Before her death, she was staying with my family in London, Ontario. In her room, I found a little box for playing cards—she was a habitual solitaire player. Inside, carefully wrapped in a handkerchief, was a bundle of desiccated dirt that crumbled to sand in my fingers.

My father had his own journey of return: in the late 1950s, about a decade after coming to Canada and graduating from university, he went back to Europe, ostensibly to free Russia from communism. When stuffing leaflets in the hands of Soviet merchant sailors in Hamburg failed to overthrow Stalin’s regime, he shifted his battleground to England. He then enrolled in graduate school and met my mother (my Serbian mother learned to speak Russian, and my father learned to speak Serbian).

In 1964, translating for the British trade exhibition in Moscow, my Russian father actually set foot in Russia for the first time. My siblings, growing up in London in the ’60s, were baby-sat by defectors.

My father’s pursuit of the fight for democracy relocated my family internationally three times in six years. In 1967, he got his first academic job at the Hoover Institution at Stanford in California (where I was born in 1969), a renowned incubator for conservative foreign policy; then finally—at my mother’s insistence—he got a job in the country of his passport, at Radio Liberty in Munich; and then the family moved to London, Ontario, when he became a history professor at the University of Western Ontario in 1972.

Russian was our language at home. Our home life was defined by that struggle against the communist oppressors who had forced my father’s family from Ukraine. Far removed from the front lines of the Cold War though we now were, the fight continued on our dining-room table: we hand-addressed (better to slip past the censors) pamphlets for the USSR; we assembled the indexes for my father’s books, and we hosted and toasted countless scholars, dissidents, and exiles.

In 1986, we were back in Europe. We drove to Berlin, where we gawped with all the other tourists at the Wall. Gazing over the barrier at the no-man’s-land of combed sand, trip lines, and guard towers, it was impossible to imagine that in just a couple of years, my father would not only be able to go to the USSR and visit the place of his birth but teach and write there too. Let alone that, his Ukrainian homeland would soon be an independent country.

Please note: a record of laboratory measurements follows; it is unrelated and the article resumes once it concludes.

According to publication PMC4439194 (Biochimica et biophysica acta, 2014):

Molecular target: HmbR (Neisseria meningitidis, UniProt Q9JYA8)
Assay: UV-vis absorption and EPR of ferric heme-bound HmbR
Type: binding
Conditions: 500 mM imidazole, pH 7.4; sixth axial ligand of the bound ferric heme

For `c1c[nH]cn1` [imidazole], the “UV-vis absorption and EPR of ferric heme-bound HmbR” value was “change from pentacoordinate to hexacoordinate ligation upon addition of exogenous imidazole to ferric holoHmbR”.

In the ’90s, a Canadian recession pushed me to eastern Europe. I went to Moscow to study theatre. My parents had just purchased an apartment there, and my father had already built up a network of contacts during the glasnost years. I abandoned theatre studies for freelance writing and later taught English in Moscow, first in 1992 and again from 1994 to ’96, this time with a Canadian wife.

Right after the fall of the Soviet Union, Moscow felt like a boiling cauldron of change. Pushy, visceral, exciting, ridiculous, and so much fun. Russians of my parents’ age were exhausted and constantly apologizing. But I was always ready, waiting for the next bit of progress: this project is going ahead, that article published, this law enacted . . .  Eventually, normal life caught up with me, and we returned to Canada in 1997.

When Putin emerged from obscurity in the late ’90s as Boris Yeltsin’s hand-picked successor, his dullness was refreshing, or at least no worse than what had come before. Practical and pragmatic, he seemed to embody that striving for what I thought of as “normal.”

By the 2000s, my father had mostly retired from teaching at Western and was spending half his time teaching and writing in Russia. One night, in Canada, my mother got a call from him soon after he’d arrived in Moscow. “I don’t know why I’m here. I don’t know where I am,” he said. At the time, she thought it was a vocational cri de coeur, a spiritual crisis in the face of Putin’s creeping U-turn from a liberal-democratic promise. Was my father questioning the mission that had driven and so shaped his life and ours?